Ceri Levy tells us how ‘Critical Critters‘, his latest book collaboration with the artist Ralph Steadman, came into being
Two years is a long time to gestate. Elephants take 22 months to give birth and our latest book, Critical Critters, has taken a fraction longer than that. But it’s done and Ralph and I have finished our tour of the endangered animals of the world. It’s been a chastening adventure and the constant decimation of our planet’s wildlife and habitat is particularly saddening. There is a multitude of people who are working extremely hard on behalf of so many desperate creatures and with each positive action they change the status quo. But more people are perpetually needed to aid the workforce. (more…)
Here are the results of our latest newsletter competition:
Last week, we had three copies of the new King Gizzard and the Lizard Wizard album Murder of the Universe, out this Friday with Heavenly Recordings, to give away.
We asked: ‘Murder’ is the collective noun for a group of which birds?
And the answer is: crows. The winners are (more…)
By Peter Papathanasiou
It’s been nineteen months since I last wrote for Caught by the River. It’s no coincidence that my son is also nineteen months old. It’s been a joyous but expectedly busy time.
Today, we’re going for a walk through the Australian bush. I’d done the same thing with his mum nineteen months earlier in the hope the exercise and movement would bring on labour. It didn’t, but I don’t consider our son’s desire to remain in the womb as a reflection of any aversion to nature. Since his birth, he’s been up the mountain in an all-terrain stroller pushed by his mum, and in a Swedish-designed ergonomic carrier strapped to his dad. But we’re a big boy now and can walk independently. People warned me the time would pass quickly. They were right. (more…)
Caught by the River deckhand Diva Harris assesses the latest publications to have kept her commute boredom at bay
If the current weight of my tote bag is anything to go by, the output of independent publishing at the moment is pretty damn great. The first thing I’ve been happily lugging around is gorse, a lovely little journal which found its way to me all the way from Dublin. This, its eighth issue, was published a couple of months ago, and features longform narrative essays, as well as original fiction, poetry and interviews. Though strongly rooted in literary interest, this feels far more robust than your average literary journal, with its inclusion of experimental writing in both English and Irish (the latter, regretfully, I cannot read). The pieces which particularly stuck in my brain were Sinéad Gleeson‘s colour-and-texture-saturated essay Your Chroma, Melissa Lee-Houghton‘s vertically-printed Four Poems, and Orla Fitzpatrick’s interview with Dragana Jurisic, the Croatian photographer whose current work focuses on the life of an aunt rumoured to have fled rural Yugoslavia in the 1950s, in favour of a life of espionage, sexual intrigue and glamour in Paris. Pleasing to the mind, eye, and touch, gorse gets top marks all round. Buy a copy here. (more…)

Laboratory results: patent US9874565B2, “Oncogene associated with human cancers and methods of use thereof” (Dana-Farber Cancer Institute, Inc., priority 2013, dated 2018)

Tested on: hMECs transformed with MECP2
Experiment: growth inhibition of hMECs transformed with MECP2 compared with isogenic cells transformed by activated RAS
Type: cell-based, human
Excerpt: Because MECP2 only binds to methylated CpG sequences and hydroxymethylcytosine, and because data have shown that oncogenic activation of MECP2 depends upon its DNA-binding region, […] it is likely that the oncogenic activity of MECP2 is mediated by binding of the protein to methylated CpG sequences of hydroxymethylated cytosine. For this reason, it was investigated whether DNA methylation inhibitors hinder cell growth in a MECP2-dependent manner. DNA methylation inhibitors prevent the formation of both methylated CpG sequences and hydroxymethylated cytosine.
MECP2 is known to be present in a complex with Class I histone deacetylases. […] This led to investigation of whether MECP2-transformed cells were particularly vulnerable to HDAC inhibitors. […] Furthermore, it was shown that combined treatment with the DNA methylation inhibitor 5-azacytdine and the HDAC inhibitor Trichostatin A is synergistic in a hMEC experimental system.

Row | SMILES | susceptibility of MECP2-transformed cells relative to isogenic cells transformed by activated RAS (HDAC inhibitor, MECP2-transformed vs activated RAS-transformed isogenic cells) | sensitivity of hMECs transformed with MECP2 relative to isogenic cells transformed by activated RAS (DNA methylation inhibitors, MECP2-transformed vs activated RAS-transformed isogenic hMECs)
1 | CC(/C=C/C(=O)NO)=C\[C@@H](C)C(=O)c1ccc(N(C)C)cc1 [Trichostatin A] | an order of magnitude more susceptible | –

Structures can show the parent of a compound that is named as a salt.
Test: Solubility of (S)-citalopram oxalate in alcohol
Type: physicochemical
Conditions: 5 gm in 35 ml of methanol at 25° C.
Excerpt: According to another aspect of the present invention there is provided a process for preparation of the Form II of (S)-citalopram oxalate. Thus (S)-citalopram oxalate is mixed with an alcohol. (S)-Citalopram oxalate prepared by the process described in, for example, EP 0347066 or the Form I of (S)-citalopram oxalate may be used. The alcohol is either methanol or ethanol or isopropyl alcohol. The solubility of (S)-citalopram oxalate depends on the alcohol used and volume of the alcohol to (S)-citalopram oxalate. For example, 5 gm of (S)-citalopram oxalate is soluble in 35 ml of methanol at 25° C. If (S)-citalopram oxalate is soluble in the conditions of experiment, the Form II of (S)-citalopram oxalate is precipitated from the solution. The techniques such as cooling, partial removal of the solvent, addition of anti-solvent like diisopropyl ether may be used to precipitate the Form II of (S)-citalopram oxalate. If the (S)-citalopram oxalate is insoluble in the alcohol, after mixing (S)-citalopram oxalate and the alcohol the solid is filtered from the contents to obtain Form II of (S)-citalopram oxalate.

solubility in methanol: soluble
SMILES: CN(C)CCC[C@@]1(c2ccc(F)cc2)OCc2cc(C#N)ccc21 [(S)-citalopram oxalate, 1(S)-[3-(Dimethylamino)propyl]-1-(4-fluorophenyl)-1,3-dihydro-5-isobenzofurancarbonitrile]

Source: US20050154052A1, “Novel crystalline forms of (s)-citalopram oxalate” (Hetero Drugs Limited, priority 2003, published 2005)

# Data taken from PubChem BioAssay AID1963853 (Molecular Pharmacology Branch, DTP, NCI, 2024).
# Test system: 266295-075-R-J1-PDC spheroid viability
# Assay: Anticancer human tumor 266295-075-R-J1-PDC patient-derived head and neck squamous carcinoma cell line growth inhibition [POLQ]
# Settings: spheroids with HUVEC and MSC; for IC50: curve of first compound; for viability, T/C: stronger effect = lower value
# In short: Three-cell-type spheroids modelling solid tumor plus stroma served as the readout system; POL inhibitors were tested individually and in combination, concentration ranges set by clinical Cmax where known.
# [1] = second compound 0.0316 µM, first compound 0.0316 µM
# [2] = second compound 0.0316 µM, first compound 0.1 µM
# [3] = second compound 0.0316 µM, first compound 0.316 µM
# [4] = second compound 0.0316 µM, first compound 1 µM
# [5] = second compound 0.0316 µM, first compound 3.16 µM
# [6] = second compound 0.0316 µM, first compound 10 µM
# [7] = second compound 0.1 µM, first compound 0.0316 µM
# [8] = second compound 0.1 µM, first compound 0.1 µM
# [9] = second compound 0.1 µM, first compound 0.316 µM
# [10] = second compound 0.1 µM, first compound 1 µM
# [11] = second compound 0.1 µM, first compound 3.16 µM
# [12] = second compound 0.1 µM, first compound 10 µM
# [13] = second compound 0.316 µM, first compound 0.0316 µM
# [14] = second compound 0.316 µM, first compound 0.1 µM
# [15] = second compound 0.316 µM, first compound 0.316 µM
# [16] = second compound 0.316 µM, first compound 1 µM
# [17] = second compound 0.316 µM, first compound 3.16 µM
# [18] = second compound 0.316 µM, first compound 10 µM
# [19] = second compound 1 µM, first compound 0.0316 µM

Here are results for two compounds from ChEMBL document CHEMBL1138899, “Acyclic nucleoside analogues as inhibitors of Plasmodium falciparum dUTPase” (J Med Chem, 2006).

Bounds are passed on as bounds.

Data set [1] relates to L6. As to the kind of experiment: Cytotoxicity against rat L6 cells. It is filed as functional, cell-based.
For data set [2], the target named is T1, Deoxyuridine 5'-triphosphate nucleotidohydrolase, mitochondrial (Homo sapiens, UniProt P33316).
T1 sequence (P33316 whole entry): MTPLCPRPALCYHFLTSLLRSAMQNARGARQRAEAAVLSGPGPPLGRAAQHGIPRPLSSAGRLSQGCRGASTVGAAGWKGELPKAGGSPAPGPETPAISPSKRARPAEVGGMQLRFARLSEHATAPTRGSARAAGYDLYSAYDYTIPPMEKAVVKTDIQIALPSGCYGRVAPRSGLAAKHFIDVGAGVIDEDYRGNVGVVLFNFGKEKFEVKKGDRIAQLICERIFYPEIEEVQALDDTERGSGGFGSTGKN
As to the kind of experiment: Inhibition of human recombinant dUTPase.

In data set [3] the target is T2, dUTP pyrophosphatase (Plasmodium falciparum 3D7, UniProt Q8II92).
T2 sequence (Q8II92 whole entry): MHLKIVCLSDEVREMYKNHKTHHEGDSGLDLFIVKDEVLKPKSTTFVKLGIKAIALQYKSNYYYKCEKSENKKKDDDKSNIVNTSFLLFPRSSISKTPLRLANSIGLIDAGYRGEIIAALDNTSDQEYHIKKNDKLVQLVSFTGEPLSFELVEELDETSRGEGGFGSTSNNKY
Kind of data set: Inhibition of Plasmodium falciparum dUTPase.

This week’s book, record, and miscellaneous recommendations come from Jeff Barrett and Diva Harris of CBTR HQ, and long-serving contributor Andy Childs.
– Gazpacho from Garcia’s, a really good Spanish deli on Portobello Road which has been there since the 50s. The only lunch I want to go anywhere near in this ungodly heat.
– This mix from Swiss kraut babes Klaus Johann Grobe, which they’re calling PSYCHELDELIK HAAR JAZZ. Personally, I think the name alone should sell it to you. Nice to see that they’re still filling the world with good things, despite being on a break ’til 2018. (more…)